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Muscle Nerve. 2012 Apr;45(4):586-96. doi: 10.1002/mus.22343.

Oxidative capacity and fatigability in run-trained malignant hyperthermia-susceptible mice.

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  • 1Muscle Biology Laboratory, Department of Kinesiology and Health, Georgia State University, P.O. Box 3975, Atlanta, Georgia 30302-3975, USA.

Abstract

INTRODUCTION:

The purpose of this study was to test the hypothesis that malignant hyperthermia model mice (RyR1Y522S/wt) are more vulnerable to exercise-induced muscle injury and fatigability and adapt less to run training.

METHODS:

After 6 weeks of voluntary wheel running, we measured anterior crural muscle fatigability, muscle injury, and cytochrome oxidase (COX) and citrate synthase (CS).

RESULTS:

Although RyR1Y522S/wt mice ran without undergoing MH episodes, they ran 42% less distance than wild-type (WT) mice. Muscles from WT mice exhibited increased fatigue resistance and COX content after training. Muscles from RyR1Y522S/wt mice demonstrated no significant change in fatigability or COX and CS after training. However, muscles from RyR1Y522S/wt mice displayed less intrinsic fatigability and greater COX/CS content and muscle damage than WT mice.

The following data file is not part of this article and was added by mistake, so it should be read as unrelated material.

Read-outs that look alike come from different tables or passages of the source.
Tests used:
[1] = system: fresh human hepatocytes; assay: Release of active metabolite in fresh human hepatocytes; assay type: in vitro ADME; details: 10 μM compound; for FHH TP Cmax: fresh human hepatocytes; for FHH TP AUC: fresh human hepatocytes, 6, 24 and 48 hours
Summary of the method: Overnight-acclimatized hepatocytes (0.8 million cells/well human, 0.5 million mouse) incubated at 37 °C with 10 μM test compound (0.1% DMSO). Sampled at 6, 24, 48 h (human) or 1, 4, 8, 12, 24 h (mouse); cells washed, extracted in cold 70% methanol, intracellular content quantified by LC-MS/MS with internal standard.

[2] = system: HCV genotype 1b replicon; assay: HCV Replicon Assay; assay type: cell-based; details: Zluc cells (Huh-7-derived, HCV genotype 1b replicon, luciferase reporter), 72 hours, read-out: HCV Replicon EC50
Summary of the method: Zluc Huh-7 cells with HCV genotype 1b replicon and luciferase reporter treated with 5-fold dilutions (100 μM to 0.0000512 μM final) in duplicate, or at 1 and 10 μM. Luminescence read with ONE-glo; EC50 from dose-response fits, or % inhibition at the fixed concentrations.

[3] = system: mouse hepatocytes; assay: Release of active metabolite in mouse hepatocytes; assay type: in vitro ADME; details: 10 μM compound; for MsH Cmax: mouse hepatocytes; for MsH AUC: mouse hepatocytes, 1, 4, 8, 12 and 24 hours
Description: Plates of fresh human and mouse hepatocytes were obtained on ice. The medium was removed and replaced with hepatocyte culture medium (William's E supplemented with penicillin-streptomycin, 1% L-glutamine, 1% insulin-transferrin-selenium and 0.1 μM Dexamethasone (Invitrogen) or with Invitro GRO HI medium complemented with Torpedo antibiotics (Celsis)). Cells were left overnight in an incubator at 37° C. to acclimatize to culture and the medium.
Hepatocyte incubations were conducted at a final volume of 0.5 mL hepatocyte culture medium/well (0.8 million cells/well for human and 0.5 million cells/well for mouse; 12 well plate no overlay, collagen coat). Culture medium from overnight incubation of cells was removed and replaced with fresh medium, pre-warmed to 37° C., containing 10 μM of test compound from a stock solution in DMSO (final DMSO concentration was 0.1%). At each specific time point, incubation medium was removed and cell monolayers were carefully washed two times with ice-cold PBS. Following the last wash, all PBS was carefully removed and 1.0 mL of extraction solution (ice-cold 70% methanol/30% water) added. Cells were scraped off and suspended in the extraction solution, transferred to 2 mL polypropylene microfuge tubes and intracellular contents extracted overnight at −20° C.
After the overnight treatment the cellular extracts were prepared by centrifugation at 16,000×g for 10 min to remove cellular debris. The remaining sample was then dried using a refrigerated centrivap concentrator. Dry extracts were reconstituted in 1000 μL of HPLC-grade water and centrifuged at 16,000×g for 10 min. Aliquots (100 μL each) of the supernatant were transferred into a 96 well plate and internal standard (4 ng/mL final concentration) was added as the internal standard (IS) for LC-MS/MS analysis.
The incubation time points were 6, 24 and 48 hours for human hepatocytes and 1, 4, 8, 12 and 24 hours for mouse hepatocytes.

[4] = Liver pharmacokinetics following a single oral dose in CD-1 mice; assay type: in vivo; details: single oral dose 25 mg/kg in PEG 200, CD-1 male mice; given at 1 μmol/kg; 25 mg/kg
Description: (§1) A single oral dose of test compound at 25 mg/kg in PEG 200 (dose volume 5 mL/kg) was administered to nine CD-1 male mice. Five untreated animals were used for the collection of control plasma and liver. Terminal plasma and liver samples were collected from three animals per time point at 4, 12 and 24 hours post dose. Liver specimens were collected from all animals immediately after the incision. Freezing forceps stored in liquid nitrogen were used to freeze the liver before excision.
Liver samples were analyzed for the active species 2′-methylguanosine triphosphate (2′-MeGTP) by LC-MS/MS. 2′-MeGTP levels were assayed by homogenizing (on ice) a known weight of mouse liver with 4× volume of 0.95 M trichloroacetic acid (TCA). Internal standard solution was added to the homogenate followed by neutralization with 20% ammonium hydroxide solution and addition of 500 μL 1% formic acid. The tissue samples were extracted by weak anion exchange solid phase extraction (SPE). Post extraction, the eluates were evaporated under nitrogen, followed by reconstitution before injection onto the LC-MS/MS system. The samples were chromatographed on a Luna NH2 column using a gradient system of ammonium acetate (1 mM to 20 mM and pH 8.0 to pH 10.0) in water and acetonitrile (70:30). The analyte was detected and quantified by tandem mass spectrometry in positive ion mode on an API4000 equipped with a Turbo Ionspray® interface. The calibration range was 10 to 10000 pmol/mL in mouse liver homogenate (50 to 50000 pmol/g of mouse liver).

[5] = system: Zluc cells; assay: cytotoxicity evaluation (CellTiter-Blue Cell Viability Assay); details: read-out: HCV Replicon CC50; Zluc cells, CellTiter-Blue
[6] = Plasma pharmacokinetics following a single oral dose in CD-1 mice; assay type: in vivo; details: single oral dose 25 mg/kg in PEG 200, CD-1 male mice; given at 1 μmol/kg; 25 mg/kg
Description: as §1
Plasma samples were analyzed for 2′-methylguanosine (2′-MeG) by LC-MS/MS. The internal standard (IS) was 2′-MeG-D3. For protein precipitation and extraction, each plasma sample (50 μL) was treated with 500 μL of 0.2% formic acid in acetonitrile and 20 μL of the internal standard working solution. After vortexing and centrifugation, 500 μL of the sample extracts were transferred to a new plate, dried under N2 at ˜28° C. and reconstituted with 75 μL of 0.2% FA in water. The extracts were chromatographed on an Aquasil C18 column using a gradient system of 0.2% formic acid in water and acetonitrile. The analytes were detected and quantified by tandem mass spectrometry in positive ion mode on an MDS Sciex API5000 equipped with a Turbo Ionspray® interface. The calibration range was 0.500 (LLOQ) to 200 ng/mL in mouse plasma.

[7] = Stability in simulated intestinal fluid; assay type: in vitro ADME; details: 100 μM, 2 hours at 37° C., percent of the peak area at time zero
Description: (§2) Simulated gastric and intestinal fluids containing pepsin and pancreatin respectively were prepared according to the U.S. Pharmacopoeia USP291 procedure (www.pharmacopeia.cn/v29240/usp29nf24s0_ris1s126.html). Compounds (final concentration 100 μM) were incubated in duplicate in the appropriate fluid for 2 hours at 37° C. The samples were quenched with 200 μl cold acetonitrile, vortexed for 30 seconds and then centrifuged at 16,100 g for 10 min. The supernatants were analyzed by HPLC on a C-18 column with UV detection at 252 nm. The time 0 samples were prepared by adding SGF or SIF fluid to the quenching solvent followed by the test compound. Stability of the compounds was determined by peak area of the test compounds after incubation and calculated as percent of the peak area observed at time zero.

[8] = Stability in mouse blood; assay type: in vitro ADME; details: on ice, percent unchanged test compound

CONCLUSIONS:

RyR1Y522S/wt mice can run without having rhabdomyolysis, and their inability to adapt to training appears to stem from intrinsic enhancement of mitochondrial enzymes and fatigue resistance.

Copyright © 2012 Wiley Periodicals, Inc.

[PubMed - indexed for MEDLINE]
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